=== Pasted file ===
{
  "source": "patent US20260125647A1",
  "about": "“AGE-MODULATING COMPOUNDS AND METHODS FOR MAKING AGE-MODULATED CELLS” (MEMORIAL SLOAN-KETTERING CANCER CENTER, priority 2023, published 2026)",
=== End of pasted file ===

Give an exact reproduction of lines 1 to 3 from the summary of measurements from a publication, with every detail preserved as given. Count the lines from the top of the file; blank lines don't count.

{
  "source": "patent US20260125647A1",
  "about": "“AGE-MODULATING COMPOUNDS AND METHODS FOR MAKING AGE-MODULATED CELLS” (MEMORIAL SLOAN-KETTERING CANCER CENTER, priority 2023, published 2026)",